214 of 233 people found the following review helpful
Listen to the commentary - much revealed,
This review is from: The Last Temptation of Christ (The Criterion Collection) (DVD)
First of all, this area is SUPPOSED to be for reviews of this movie, not dire warnings of damnation if one watches it. It is JUST a movie....something tells me Jesus and his believers can survive it. Please don't turn this forum into a religious debate.
I think anyone who purchases this DVD edition of the film should definitely go back and listen to the director/actor/screenwriter commentary included with the film. In it, Marty and the screenwriter explain why they used the actors they did, and why they used today's vernacular. They had the characters speak this way so that the viewer is more aware that the players in the New Testament WERE human, just like us. Marty believed that the stilted English of the King James Court, with its "thou's" and "ye's" (and having absolutely NO relation to the way people spoke at the time) serves to distance modern viewers from the pain and doubt that both Jesus has his followers underwent.
Marty also was desperate to counter the prevalent depiction of Jesus in film that has him 100% "divine", with a golden light shining behind his head, with the divine little smile and the gentle words. He wanted to use the idea in the Bible that Jesus was also fully human, subject to both physical AND mental anguish. The latter is the point that Gibson missed in his film. Anyone who has ever lost a child or had to make an agonizing decision knows that mental anguish can be as painful as any physical torment. This movie is about the true temptation Jesus underwent, to deny God and run away from his destiny. All of us can identify with that.
I find this Jesus far more compelling than the Jesus I grew up with in Sunday school. This Jesus is not perfect. He hurts and has soubts and depressions like I do. And yet he gives his body and mind to God in the end.
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Showing 1-7 of 7 posts in this discussion
Initial post: Dec 18, 2010 10:58:57 AM PST
a lot of people call this heresy and think watching it will curse you, but i can't help agreeing with you about the mental torture. He was being tempted in the wilderness 40 days and nights. people want you to think in all that time he was only being tempted to turn stones into bread and jump from high places. i believe He was tempted in all manner of mental issues including sexual and other issues. how could Jesus relate to any one of us unless He was tempted the same ways we are?
In reply to an earlier post on Feb 5, 2011 9:32:55 PM PST
Last edited by the author on Feb 5, 2011 9:37:30 PM PST
David Bailey says:
Posted on Aug 2, 2011 8:19:19 PM PDT
Posted on Mar 26, 2013 8:02:05 AM PDT
Last edited by the author on Mar 29, 2013 6:55:37 PM PDT
Mr. Contrarian says:
My problem with this movie has nothing to do with its religious content, heretical or not. My problem is that the Jesus presented by Scorsese and Dafoe is flat out weird, perhaps even bi-polar.
I have no problem with Scorsese providing a more human angle on Jesus, nor with vernacular language. The original premise of Jesus being tempted to not accept crucifixion but to live a normal life is, at its core, a profound philosophical concern. The author of the original book, Nikos Kazantzakis, did us a great service by merely asking the question of whether Jesus would be tempted to choose a different path. Thus I had high hopes for this movie.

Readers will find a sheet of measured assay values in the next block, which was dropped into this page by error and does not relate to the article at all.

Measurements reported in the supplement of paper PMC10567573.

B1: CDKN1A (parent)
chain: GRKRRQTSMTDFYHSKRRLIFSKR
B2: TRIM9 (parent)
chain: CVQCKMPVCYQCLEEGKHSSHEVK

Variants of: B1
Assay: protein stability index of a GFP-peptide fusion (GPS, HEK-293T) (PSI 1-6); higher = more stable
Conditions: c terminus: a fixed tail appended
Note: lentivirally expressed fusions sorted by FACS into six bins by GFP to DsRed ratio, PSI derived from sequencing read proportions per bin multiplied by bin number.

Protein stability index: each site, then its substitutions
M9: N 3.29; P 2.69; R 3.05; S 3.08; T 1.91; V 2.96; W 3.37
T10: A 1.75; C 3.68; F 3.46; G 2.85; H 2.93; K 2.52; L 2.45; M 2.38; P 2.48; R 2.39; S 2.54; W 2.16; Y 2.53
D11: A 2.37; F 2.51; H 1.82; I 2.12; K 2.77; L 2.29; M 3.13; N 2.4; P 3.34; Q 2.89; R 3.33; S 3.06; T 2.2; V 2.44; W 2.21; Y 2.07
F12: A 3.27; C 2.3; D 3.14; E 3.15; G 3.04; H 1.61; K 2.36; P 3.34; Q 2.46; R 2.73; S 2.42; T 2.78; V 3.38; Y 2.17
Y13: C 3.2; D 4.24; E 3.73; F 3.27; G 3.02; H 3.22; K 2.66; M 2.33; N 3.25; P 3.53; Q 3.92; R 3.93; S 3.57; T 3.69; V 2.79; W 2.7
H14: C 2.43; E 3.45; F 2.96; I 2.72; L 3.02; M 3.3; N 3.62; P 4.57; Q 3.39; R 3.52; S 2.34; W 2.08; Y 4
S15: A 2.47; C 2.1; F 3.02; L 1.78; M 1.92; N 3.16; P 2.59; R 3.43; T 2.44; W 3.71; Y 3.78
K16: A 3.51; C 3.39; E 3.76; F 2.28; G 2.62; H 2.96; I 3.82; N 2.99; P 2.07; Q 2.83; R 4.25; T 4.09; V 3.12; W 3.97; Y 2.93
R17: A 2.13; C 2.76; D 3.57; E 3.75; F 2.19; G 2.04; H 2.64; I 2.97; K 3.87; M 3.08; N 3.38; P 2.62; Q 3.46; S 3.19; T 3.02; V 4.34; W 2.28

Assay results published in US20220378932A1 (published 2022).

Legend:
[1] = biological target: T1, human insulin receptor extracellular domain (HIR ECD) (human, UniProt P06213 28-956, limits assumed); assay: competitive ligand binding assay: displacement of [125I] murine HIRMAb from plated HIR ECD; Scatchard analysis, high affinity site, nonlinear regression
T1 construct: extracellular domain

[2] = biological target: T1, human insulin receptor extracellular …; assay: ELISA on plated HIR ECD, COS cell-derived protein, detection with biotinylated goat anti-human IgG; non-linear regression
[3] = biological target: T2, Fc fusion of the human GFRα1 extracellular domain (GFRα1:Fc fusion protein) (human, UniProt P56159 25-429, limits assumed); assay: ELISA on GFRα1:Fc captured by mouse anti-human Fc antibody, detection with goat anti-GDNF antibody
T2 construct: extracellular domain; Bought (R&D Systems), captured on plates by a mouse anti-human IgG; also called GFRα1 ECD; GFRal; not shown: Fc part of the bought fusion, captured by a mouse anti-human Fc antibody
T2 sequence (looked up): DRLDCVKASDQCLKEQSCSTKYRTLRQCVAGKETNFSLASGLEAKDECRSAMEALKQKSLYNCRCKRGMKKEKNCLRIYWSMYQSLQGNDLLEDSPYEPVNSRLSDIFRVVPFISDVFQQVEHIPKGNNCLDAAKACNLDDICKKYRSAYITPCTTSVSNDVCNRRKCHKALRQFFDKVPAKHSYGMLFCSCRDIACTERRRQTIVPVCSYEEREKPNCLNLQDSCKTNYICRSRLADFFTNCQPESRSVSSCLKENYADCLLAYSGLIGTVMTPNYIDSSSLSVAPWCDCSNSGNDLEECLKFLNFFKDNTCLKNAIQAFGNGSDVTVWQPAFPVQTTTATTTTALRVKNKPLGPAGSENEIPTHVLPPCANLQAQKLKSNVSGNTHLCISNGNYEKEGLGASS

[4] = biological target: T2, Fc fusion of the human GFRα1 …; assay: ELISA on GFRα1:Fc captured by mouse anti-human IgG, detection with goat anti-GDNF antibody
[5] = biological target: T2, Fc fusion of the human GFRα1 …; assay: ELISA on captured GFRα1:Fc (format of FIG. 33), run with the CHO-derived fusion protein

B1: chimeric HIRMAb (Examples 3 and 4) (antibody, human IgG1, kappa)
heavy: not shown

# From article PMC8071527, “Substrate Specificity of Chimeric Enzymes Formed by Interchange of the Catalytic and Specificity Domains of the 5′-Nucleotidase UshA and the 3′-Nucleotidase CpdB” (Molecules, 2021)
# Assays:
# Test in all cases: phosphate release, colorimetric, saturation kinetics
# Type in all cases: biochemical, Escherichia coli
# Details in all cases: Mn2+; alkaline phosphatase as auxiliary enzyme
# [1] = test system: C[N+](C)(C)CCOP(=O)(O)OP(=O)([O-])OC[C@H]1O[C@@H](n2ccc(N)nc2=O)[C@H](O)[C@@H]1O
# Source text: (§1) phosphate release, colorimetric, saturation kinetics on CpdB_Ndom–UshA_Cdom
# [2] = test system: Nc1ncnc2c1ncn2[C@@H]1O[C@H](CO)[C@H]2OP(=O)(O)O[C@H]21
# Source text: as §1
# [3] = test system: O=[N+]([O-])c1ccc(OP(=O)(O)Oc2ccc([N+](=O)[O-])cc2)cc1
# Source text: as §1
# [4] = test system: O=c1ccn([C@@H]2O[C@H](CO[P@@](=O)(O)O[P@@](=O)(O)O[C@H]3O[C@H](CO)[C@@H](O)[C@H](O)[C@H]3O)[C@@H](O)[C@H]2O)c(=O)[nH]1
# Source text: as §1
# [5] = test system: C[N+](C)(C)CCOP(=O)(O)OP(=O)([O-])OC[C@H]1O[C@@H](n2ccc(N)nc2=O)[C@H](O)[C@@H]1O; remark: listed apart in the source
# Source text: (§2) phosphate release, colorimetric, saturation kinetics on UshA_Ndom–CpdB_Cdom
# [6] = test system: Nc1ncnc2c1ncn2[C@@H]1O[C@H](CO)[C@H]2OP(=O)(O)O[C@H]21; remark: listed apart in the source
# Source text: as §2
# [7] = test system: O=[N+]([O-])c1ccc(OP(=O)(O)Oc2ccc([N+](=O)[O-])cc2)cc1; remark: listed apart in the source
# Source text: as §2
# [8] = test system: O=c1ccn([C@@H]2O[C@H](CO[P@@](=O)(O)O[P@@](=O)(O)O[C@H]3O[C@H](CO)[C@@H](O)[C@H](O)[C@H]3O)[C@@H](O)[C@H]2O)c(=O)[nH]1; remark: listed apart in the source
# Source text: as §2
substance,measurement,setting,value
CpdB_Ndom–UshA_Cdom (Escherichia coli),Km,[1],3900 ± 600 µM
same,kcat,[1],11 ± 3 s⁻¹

But I was disappointed. Consider the following:
1 - Jesus apologizes to his mother, before being nailed to the cross, by saying "Mother, I am sorry that I was such a bad son." This is one of many actions and statements that indicate that he has very poor self image. Another would be his groveling in the first scene with Mary Magdalene.
2 - Jesus says "I am God" a number of times during the movie. This, obviously, is nearly the opposite of poor self image. It is grandiose -- unless he really is God. If he really is God, why is he such a poor son? (see first point above)
3 - Jesus persuades Judas to betray him and ensure that he is killed. Almost anybody would regard this as a kind of suicide, and as being mentally ill (at least temporarily).
If nothing else, this kind of behavior is to be pitied, not admired, whether a person is a Christian or not. People who see this movie portraying Jesus as "deeply human" are mistaken. This Jesus is not normal. At a minimum, he is rather strange. Perhaps not truly mentally ill, perhaps not bipolar, but this is not behavior to admire nor emulate (again, regardless of whether a person is Christian or not).
If you want to read my own full review, look for it under the "three star" ratings.
In reply to an earlier post on Aug 29, 2013 10:24:16 AM PDT
Chris Cox says:
as far i am concerned the entire religious right is mentally/morlly/politically and socially ill. they think this country "belongs" to them..no it does not..not by a long-shot!
Posted on Sep 29, 2013 6:30:26 AM PDT
S. Raffield says:
I couldn't agree with you more.
As a film, it's wonderful, but as an EXPERIENCE, The Last Temptation has no equal.
You're right. Mel Gibson completely missed the point by focusing only on the physical anguish.
Nobody can identify with being the Messiah, but EVERYONE can identify with wanting to forsake responsibility for a peaceful life.
Posted on Feb 12, 2016 3:57:41 PM PST
the Gospel of Truth, http://wwwscientifichumanism.blogspot.com
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